Tin Can Economy | Home to Home • The Yellow Springs News

My world is very small in Yellow Springs.

The morning commute to the news office is a four-minute walk, and I see the same Midwestern faces most days. I drive by once every two weeks, and I’m grateful that my groceries are still cold after I go home to my chicken coop on Union Street. Mercifully, our local water bodies are within easy stumbling distance.

The thought of flying across the Atlantic has always made me shudder — a little more than my annual trip to Kroger — but my wife and I wanted to do something for our honeymoon.

Ireland seemed to fit the bill. We’d always dreamed of going, and because of some prominent lineage, I felt a sort of mythical pull to my life.

Iyer it was, then.

After a miserable red eye, my wife and I arrived in Dublin at the end of April. We entered a thriving castle and immediately hit the pavement. On our first day, we wandered around Trinity College, walked through the impeccably old cemetery full of spring daisies, and drank a few Guinnesses at John Kavanagh’s aptly named Gravedigger’s pub, next door. It was easy to make friends there.

We hired a car and drove through green rolling hills dotted with little white lambs, past several castles and stone age ruins, and through countryside on the wrong side of the road. After rough Galway, we stayed in quiet Doolin – a seaside hamlet with the prettiest thatched sweater shop you’ll ever see.

There, in a dark pub, an old one-legged man fetched me A lot Tears as he sings the lyrics, „In the dark recesses of the mines, you grow old before your time” With a five-piece session band. Maybe it was Guinness that made me happy. Or maybe it felt like Doolin’s yellow springs and I’m starting to miss my home.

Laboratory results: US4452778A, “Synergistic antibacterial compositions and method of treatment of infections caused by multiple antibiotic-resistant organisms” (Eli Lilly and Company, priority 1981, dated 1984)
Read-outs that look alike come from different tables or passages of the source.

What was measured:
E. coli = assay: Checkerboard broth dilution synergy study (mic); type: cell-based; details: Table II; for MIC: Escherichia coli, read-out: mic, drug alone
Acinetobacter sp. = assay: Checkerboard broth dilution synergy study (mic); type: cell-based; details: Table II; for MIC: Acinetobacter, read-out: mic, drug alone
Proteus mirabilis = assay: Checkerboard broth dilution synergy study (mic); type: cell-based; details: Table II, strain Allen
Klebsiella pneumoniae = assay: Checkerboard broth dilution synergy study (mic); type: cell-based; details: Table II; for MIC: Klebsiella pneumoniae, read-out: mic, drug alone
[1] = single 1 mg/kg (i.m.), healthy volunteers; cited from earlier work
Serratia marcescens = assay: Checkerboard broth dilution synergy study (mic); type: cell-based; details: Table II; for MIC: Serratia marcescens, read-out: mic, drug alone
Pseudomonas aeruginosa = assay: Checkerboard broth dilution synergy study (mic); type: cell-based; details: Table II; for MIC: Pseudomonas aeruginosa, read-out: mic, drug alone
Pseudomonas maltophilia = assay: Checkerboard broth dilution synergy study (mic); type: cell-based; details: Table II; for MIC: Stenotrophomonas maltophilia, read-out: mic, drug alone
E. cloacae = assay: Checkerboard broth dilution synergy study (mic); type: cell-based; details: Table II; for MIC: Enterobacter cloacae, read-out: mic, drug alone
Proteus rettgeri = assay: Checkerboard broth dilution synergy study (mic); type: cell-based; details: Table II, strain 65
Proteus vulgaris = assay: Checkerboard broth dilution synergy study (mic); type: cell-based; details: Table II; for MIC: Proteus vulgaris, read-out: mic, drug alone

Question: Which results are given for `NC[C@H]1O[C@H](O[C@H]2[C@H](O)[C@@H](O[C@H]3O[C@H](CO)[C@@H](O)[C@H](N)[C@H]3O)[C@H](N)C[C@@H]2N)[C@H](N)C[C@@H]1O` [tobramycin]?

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Inis Oirr, The Cliffs of Moher, the Wicklow uplands and bogs, shipwrecks, stonewall labyrinths, lilting singong accents — Ireland’s incredible and supernatural beauty is not left alone. How does all this fit in a country smaller than Ohio State?

Eventually, it was time to return to dirty Dublin. There were more pubs and more fish feasts. Joyce’s Walking Tour brought us through Leopold Bloom’s daytime odyssey to a Disneyland-esque Guinness Storehouse. The temple district surrounds us with more languages ​​than I have ever heard in one place.

The week was over and before we knew it a plane was sending us back stateside. Vacations of that magnitude always end in a whimper, my wife joked at an airport.

Although she returned with food poisoning from a dubious airline chicken meal, with some crippling credibility, I returned to Ohio in good health. That is, it is inconceivable that a person could go from the bliss of standing on the side of a roaring cliff to crouching and typing away in an office half a hemisphere away—these places are on the same planet.

Despite that whiplash, I found some solace in this village I call home — Yellow Springs seems a little Irish to me now. Both places have more in common than I thought.

I don’t mean to force a square peg into a round hole by making such a comparison, but if I squint, the fields between here and Enon start to resemble County Clare. The Tavern isn’t far from a pub, and the downy culture here d. Glen Helen’s greens are less fluorescent than those in Ireland.